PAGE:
The Poem

(Critical Guide to Poetry for Students)

“In Memory of Major Robert Gregory” is William Butler Yeats’s elegy to Robert Gregory, an Irish airman who died in battle during World War I. Written in the first person, it is a poem of twelve stanzas, in octets, which is primarily composed in iambic pentameter but which also includes iambic tetrameter. Gregory was the only son of Lady Augusta Gregory, Yeats’s close colleague for two decades. They worked together as pivotal figures in the Irish Literary Revival and were among the founders of Dublin’s Abbey Theatre. Over the years, Yeats had relied upon Lady Gregory for financial, intellectual, and emotional support. Coole Park, her country estate in the west of Ireland, had been a second home to Yeats.

Robert Gregory’s death in January, 1918, occurred on the eve of the move of Yeats and his wife into their new home, Thoor Ballylee, an old Norman tower not far from the Gregory estate. The death of “my dear friend’s dear son” leads the author to reflect upon friends from his past, who, because they are dead, cannot dine and talk together before going up the tower stairs to bed.

The first dead friend he mentions is Lionel Johnson, whom Yeats had known from his earliest days as a writer and who had come to love “learning better than mankind.” Another absentee is John Synge, among the greatest of the Irish playwrights; his Playboy of the Western World had inflamed literary Dublin when first performed at the Abbey...

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In Memory of Major Robert Gregory Forms and Devices

(Critical Guide to Poetry for Students)

“In Memory of Major Robert Gregory” has frequently been praised as being among Yeats’s greatest poems; some critics claim that it is the first of his poems that exhibits the full range of his poetic voice, a voice that later received the Nobel Prize in Literature. Although the poem’s meter varies slightly, the rhyme scheme is regular, with an ababcddc pattern throughout. On one level, the poem exhibits a straightforward literalness grounded in the actual lands of western Ireland. When the poet describes Thoor Ballylee, “The tower set on the stream’s edge” with its “narrow winding stair” and the “old storm-broken trees/ That cast their shadows upon road and bridge,” it is a faithful rendering of the landscape. Gregory was a physical product of those Irish counties, “born/ To cold Clare rock and Galway rock and thorn.”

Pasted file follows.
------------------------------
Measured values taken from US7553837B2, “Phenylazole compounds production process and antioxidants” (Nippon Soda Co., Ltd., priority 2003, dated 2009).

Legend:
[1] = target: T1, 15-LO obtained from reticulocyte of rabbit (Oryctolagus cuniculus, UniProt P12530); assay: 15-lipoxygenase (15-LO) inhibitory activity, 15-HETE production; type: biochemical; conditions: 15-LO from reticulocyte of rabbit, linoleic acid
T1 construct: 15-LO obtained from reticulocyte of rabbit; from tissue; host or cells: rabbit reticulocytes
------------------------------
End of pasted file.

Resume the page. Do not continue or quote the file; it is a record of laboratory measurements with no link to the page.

In opposition to the poem’s solid physicality, however, is the element of dream, of melancholy memory that infuses the poem and raises it beyond mere description. The opening stanza describes the poet reflecting on the past, remembering those gone—both long gone and recently gone—who cannot join him in the tower for talk and drink: “All, all are in my thoughts to-night being dead.” Reflecting on Gregory’s promise as an artist, the poet states that “We dreamed that a great painter had been born.” Continuing with these dreamlike qualities, Gregory’s hair is used in a synecdoche to represent the impossibility of his ever attaining a ripe old age when Yeats asks, “What made us dream that he could comb grey hair?”

In one of the central stanzas of the poem, Yeats divides humankind into two categories: Some plod along over the many years, doing what they must do, while others make their contributions and quickly pass on. In a metaphor, he compares those who “burn damp faggots” to others, such as Gregory, who died in Italian skies at thirty-seven and who “may consume/ The entire combustible world . . ./ As though dried straw, and if we turn about/ The bare chimney is gone black out/ Because the work had finished in that flare.” The intensity of their lives is both the compensation for and the cause of its brevity.